So remember what I just said about soothing, peace, and all that? Rubbish. This game is subtitled The Uncooperative Cake Acquisition Game, keyword uncooperative. You'd think a game about acquiring cake would be a pleasant experience, but that is only if you have never played the board game's video game counterpart. This game is vicious. One game saw me incinerate my own test subjects along with my wife's cake in order to claim victory. Another saw my sister distract my test subjects with the Companion Cube <3 and kill off the last of hers with a turret. There is no game as uncooperative as Portal. Plus, it is hilarious. The game ends when a player runs out of test subjects in the lab, and the instruction manual is so helpful as to point out that the easiest test subjects to kill are your own. Or the fact that in the event of a tie, the players must each state their case in ten words or less and none of the words can contain the letter e. I'm not making this up.
Another party game, another frustrating exercise in communicating with apes. A spymaster from each team is attempting to get their players to contact their team's secret agents in the field, all represented by unobtrusive codenames such as Fire, Sphinx, Australia, and Knot. Hello, calling Agent Knot? Hello? Or are you tied up at the moment? Guffaw. The only thing the spymaster can say is a word followed by a number. The word is something that is related to the meaning of some of the names on the table, and the number is the number of names the word is referring to. For example, to try and get your team to guess Fire and Volcano, the spymaster might say Hot 2. The team might get Fire right away, but oops, the spymaster didn't see the word Jalapeño, and they guess wrong, giving the point to the other team. It is marvelous fun watching players talking themselves in circles, especially when members of the other team chime in, giving them perhaps nonsensical suggestions that don't make sense at first but then as you think about it yeah maybe Expedition could mean Expedia, traveling, gnome ah that's it gnome, spinning them in circles and making them second guess themselves until they don't know who first made the suggestion.
1: Ladies and Gentlemen
This one surprised me. I knew it would be fun: it's a game poking fun at Victorian stereotypes and gender roles. But I didn't think it would be THAT fun. You split into pairs, one person donning the persona of the Gentleman playing the stock market and one donning the dress and bonnet of the Lady whose goal is to... shop. And look beautiful. And hire servants. But to buy things, the Lady relies on the Man to do well in the stock market. And the Lady has to choose what to stock her shop with. And here's the part where this game will either be the worst experience of your life or the most fun since Kylo Ren showed us his lightsaber and we all geeked out over it: the game hinges on you fully playing your part. For example, the Ladies (be they played by male or female) are encouraged in the rules to gossip, flatter, or degrade each other. My Lady at one point remarked how one of her competitors was forced to get her clothes out of the dumpster because her husband didn't love her. I have never heard my wife talk like that before! If you can find people who will fully devote themselves to a game, this will be the best game you ever play. If the people you play with can't get into the game, you will still find yourselves playing a decent though not excellent game that seems almost insulting. But that's the point. Once you fully engage yourself in the world, you realize how ludicrous it is for these Ladies to be slitting each others' throats over earrings, how silly it is for the Gentlemen to be the ones who ultimately decide what the Lady does and does not buy (it is their money that they earned, after all). And it will be your favorite game.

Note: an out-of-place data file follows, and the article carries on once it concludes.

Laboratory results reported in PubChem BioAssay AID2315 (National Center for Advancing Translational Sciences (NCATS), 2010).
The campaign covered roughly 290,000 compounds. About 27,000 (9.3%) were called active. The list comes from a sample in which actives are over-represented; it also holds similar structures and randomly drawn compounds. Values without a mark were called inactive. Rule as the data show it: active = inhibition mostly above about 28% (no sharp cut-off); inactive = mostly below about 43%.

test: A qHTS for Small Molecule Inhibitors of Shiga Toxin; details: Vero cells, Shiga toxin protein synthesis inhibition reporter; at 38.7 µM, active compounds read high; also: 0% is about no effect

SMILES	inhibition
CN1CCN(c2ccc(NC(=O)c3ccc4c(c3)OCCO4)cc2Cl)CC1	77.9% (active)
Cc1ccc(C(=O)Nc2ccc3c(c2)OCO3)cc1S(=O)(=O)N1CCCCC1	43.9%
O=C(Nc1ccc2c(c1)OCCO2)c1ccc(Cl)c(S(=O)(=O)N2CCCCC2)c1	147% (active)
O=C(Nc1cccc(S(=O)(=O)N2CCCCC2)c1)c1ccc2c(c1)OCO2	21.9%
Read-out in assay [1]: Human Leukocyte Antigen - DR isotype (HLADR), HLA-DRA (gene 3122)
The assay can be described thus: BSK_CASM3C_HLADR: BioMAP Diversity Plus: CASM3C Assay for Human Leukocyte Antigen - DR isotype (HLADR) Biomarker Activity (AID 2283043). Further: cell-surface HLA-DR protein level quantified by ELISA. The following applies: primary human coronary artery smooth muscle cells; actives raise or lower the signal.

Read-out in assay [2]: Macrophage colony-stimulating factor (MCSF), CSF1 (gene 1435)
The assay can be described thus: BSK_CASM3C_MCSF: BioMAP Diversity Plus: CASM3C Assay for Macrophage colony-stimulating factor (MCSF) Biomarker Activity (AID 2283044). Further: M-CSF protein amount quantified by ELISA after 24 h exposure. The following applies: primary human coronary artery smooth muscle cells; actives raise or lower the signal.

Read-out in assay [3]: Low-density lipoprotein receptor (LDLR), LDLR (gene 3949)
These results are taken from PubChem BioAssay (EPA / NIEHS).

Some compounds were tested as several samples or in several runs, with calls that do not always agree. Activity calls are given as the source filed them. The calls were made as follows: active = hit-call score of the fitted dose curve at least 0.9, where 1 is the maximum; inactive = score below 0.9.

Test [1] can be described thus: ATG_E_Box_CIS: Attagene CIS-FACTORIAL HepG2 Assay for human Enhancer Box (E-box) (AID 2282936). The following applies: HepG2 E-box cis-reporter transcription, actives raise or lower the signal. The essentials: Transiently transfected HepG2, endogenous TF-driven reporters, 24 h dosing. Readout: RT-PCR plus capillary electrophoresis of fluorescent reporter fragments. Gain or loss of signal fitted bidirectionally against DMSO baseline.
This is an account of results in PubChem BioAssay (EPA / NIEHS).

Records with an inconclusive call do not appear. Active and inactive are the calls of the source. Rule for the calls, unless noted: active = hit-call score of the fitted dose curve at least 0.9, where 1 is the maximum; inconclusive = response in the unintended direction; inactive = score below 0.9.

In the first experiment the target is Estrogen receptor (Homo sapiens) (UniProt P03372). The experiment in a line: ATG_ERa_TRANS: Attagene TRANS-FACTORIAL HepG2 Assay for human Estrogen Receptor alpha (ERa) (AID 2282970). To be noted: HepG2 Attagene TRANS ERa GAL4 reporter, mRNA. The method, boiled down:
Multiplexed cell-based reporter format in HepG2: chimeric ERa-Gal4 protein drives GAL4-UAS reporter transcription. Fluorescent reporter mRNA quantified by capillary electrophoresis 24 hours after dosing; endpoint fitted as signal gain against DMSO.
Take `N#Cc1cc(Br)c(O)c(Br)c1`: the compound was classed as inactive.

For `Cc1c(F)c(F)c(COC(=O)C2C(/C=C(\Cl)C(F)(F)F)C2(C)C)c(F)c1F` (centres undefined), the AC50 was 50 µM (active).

Was Santa good to you this year? Were many tress sacrificed to satisfy your Christmas board game appetite? Let me know in the comments. If you like what you just read you can subscribe, like us on Facebook, and follow us on Twitter. All that socially media stuff. Feel free to email ideas on what you would like to see 2 To 4 Players blog about at firstname.lastname@example.org.
Until next time, Play On!